Interest rates on plot loans are a few basis points higher compared to those on home loans
The demand for plots of land has risen in this pandemic. But whether it is about buying a ready-to-move property, an under-construction apartment or a plot on which you wish to build your dream house, you may need a loan. While a housing loan is available for buying an apartment or a property, banks and finance companies offer you loans to even buy a plot. A plot loan is, however, different from a typical housing loan.
Loan for plots
Yes, you can. A plot loan is used for buying a piece of land that could be developed later for residential purposes by the borrower for self use. “Lenders offer land, construction, as well as bundled land + construction loans based on the construction cost estimate. You need to check which one you are being offered and if it is the best alternative for you,” says Adhil Shetty, CEO, BankBazaar.
But Shetty adds that most banks do not fund the purchase of agricultural land. Make sure the plot of land that you intend to buy is located within the limits of a municipality or corporation, and should not be agricultural land.
Interest, tenure and amount
V Swaminathan, CEO, Andromeda & Apnapaisa says that most financial institutions consider plot loan riskier. “Interest rates for plot loans are a few basis points higher compared to those on home loans,” he says.
“The interest rate can be higher and we have seen examples of 25 basis points higher rates being charged by some lenders vis-à-vis home loans,” says Shetty.
Also, compared to home loans, most lending institutions offer plot loans for shorter periods. “The maximum tenor of a plot loan can go up to 15 years, versus 20-25 years for a home loan,” says Shetty. For instance, a plot loan from HDFC is available for a maximum term of 15 years.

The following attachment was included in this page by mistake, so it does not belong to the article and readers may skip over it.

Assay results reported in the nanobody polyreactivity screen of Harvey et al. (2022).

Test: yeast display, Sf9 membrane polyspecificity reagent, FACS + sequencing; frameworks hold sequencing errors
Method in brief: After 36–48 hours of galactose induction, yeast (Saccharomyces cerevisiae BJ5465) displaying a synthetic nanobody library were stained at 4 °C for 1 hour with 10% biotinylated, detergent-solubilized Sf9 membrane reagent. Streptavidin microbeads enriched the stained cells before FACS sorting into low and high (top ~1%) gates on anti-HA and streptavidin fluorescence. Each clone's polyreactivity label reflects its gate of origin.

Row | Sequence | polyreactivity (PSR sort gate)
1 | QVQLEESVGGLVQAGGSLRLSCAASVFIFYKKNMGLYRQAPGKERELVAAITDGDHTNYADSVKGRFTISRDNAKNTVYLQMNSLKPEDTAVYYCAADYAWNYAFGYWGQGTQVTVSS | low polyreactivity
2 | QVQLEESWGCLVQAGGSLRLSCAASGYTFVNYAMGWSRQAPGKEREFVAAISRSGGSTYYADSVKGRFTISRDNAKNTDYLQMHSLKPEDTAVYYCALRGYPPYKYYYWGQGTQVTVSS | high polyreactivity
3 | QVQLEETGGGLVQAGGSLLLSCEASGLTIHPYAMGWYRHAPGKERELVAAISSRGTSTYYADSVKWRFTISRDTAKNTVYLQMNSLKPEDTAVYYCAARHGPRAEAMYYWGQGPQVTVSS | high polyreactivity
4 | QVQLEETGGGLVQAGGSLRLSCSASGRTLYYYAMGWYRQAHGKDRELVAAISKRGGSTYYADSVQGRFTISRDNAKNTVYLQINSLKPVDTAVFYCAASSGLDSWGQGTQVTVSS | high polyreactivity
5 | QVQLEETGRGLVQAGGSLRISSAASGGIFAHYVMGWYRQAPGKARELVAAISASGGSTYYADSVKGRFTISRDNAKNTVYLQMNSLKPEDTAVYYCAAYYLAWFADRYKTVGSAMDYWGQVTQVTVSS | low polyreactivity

Most financial institutions also cap the maximum amount of loan they can provide to purchase a plot. For instance, ICICI Home Finance offers a plot loan of up to Rs 1 crore for construction of a residential house. Typically, there is no such upper limit in the case of home loans; even in cases with limits, the cap is much higher.
The Loan-to-value ratio is the proportion of the property value that a lender can finance through a loan. “While in the case of home loan, some financial institutions can offer you up to 90 percent of the property value as loan. For a plot loan, it is typically not more than 80 percent. As plot value increases, LTV ratio decreases,” says Swaminathan.
HDFC can provide 80 percent of the property cost as loan if you apply for a loan of up to Rs 75 lakh. But only 75 percent of the property cost as loan is offered if the loan amount is more than Rs 75 lakh.
The LTV ratio also depends on various other factors such as the entity from which you intend to buy the plot – an individual, a developer or government authority. “In case you buy through a government scheme, the LTV would be the highest,” adds Swaminathan. HDFC restricts the loan amount to up to 70 percent of the cost / value of the plot, if its location is off city limits.
Is it necessary to construct a house on the plot?
Typically, while signing the agreement, lending intuitions take an undertaking that construction on the plot will begin within a specific period, say 18-24 months from the date of disbursement.
“A plot loan is specially designed to purchase a piece of land for residential purposes. Most banks give 2-3 years for constructing the house. At the end of the period, you will have to present the proofs of construction to the bank. If you fail to submit, then the bank can charge a penal interest of 2-3 percent points over the contracted plot loan rates,” says Shetty.
So, lending intuitions can ask for proofs such as photographs of the construction and architect’s certificate to know the stage of construction. In some cases, banks can send representatives as well to evaluate the progress of the construction.
If you intend to keep the piece of plot as it is, there is no income-tax relief. Here’s why.
Income-tax experts point out that ‘income from house property’ considers buildings or lands upon which some construction has happened. Says Vivek Jalan, partner, Tax Connect Advisory Services LLP, a multidisciplinary consulting firm, “if you keep the plot vacant, then the interest on that plot’s loan cannot be claimed as a Section 24 (b) income-tax deduction, which is available for up to Rs 2 lakh.